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Beware of Fakes

You know by now that lithium batteries can be dangerous when not shipped correctly. Shippers must pack lithium batteries to prevent short circuits, movement, and activation during transport.

Regulators have also put into place specific testing according to the UN Manual of Test and Criteria Part 38.3. Manufacturers must test the batteries before they are marketed and shipped. Any downstream shipper must have a copy of the test certificate proving they passed the required tests.

But what if they fake the document or just don’t have one to begin with?

In March 2023, Transport Canada conducted a study on OEM (original equipment manufacturer) lithium batteries and generic versions.

The full study can be found

Transport Canada purchases an OEM battery, then 5 from third party manufacturers. The results of the tests are alarming.

All OEM batteries passed the UN38.3 testing (Yah!).

The third-party batteries did not fare as well. Half of the batteries tested failed to meet the UN criteria. In addition, when asked, most could not produce the original UN 38.3 certificate. In addition, the marking and labeling on the batteries were not correct.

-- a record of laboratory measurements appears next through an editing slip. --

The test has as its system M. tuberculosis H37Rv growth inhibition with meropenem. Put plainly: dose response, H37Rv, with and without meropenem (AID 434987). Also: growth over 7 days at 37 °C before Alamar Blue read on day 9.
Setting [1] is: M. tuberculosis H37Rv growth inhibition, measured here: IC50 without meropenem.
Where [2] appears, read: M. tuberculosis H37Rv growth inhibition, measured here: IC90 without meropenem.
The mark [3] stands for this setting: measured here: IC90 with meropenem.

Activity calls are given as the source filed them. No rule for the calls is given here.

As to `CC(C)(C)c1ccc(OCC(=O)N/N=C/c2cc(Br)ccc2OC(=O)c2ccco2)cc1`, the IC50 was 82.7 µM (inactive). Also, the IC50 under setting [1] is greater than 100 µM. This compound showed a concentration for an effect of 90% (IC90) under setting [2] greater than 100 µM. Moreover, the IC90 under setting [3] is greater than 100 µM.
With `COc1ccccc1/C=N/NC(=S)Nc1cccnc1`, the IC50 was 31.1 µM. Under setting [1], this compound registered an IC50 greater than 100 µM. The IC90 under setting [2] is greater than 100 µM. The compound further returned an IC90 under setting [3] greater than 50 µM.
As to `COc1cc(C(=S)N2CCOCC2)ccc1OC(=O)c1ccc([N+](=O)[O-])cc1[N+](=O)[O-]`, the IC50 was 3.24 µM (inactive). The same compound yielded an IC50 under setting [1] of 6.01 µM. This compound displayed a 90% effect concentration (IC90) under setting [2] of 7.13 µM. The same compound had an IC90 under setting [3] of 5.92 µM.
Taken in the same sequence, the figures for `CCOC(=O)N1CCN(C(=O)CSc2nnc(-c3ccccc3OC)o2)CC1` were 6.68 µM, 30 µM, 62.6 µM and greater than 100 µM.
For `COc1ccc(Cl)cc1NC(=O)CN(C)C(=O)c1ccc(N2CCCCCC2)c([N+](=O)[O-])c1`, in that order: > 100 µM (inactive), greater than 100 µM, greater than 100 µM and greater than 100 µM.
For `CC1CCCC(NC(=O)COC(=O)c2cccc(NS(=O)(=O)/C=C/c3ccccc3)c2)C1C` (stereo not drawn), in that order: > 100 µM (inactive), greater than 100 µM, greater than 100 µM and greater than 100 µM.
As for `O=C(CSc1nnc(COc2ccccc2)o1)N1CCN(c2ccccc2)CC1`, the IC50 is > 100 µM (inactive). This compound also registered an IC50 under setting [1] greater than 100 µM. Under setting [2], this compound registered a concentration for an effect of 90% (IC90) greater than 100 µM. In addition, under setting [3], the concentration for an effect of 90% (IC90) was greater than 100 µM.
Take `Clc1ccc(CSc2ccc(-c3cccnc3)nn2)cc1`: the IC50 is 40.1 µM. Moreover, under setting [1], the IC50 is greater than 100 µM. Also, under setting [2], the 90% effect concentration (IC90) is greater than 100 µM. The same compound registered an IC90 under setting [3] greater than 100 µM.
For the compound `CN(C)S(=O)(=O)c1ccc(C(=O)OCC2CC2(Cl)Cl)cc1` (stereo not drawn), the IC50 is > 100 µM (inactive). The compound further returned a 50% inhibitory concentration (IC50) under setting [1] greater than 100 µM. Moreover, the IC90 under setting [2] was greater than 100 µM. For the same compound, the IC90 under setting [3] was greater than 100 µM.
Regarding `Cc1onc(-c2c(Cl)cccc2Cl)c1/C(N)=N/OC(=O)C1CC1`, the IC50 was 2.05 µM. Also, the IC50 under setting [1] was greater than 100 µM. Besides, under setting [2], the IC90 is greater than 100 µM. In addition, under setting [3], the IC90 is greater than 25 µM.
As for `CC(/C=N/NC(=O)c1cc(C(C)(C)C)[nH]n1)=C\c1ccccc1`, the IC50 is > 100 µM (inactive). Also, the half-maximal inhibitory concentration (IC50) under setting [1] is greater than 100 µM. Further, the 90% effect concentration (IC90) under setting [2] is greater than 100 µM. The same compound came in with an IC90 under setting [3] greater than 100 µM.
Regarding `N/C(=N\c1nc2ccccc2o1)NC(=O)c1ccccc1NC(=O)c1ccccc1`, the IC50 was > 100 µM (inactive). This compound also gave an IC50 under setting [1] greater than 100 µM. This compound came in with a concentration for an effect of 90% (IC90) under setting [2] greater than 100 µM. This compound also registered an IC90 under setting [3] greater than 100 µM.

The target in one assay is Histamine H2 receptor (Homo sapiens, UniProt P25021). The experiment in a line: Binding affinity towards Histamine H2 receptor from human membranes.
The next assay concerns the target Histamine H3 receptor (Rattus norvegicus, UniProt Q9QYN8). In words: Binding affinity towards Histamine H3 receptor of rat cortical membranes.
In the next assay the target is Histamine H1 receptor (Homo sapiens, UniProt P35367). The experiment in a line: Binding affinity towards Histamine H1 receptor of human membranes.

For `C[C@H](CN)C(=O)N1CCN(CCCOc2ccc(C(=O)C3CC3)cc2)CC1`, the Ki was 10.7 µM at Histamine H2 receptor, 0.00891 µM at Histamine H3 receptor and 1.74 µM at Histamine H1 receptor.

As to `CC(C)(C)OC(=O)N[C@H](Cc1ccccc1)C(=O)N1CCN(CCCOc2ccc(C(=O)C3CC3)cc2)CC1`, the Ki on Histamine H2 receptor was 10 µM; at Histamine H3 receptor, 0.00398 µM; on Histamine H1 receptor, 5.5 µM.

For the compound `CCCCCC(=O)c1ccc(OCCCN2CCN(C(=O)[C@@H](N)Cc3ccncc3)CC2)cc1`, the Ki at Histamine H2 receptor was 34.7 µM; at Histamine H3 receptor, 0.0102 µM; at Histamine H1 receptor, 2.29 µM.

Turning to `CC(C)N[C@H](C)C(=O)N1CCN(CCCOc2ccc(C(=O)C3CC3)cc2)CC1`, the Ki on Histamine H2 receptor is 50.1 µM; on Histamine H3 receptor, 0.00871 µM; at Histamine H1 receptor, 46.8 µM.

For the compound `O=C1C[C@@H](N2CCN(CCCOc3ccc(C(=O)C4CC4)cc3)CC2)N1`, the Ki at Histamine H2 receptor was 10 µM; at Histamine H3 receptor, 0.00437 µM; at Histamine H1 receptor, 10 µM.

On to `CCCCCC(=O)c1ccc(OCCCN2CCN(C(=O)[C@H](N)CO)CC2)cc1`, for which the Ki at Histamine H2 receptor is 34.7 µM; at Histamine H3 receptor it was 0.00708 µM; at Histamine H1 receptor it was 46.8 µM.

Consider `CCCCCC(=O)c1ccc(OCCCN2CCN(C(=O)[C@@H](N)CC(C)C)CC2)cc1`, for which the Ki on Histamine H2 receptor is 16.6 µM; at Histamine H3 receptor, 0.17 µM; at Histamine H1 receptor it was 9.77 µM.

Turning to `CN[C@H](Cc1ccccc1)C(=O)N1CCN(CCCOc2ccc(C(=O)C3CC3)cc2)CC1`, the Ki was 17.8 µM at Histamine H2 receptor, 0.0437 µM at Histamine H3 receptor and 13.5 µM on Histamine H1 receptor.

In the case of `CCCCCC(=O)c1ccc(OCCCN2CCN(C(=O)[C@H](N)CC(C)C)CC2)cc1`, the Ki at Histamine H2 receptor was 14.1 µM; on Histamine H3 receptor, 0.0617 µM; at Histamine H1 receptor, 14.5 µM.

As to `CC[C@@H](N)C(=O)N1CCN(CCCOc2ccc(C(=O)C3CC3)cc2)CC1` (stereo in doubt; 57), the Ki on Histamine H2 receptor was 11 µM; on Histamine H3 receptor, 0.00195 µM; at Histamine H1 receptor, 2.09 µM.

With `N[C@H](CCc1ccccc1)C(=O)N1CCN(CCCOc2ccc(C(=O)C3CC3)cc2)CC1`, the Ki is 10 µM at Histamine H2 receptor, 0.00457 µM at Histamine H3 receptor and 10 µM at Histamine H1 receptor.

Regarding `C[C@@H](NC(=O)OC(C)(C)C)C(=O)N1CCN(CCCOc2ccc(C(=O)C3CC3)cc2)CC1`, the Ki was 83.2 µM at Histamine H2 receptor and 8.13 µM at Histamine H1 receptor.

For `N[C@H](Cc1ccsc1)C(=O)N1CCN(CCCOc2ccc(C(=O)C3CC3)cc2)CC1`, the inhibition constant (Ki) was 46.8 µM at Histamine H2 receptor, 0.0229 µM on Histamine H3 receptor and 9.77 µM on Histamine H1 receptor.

What are some takeaways?

If you are buying a replacement battery, whether it be for home or work, buy the OEM version. Yes, they will cost more, but that is because the manufacturer is doing things right.

If you choose to purchase the knock-off brand, do your research, and ask for the UN 38.3 certification. It is not only important for transportation safety, but at your workplace or home as well. The knock-offs are more likely to short circuit and catch fire (remember those hoverboards years ago).

Need to understand more about the requirements for shipping lithium batteries, give our Regulatory Experts a call at 855.734.5469 or send us an email, we’re happy to help.

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Karrie Ishmael, CDGP

Karrie Ishmael has been with ICC since 1988. She has contributed to ICC's growth in various capacities, including customer service, sales, and marketing. In her current role as ICC's Senior Regulatory Expert and SDS author, Karrie conducts hazardous materials training classes in 49 CFR, IATA, IMDG, TDG along with OSHA and WHMIS hazard communication courses. When not training, she writes safety data sheets for customers to comply with North American and European requirements. She actively participates in many associations, including DGAC, COSTHA and is the former chair of SCHC’s OSHA Alliance Committee.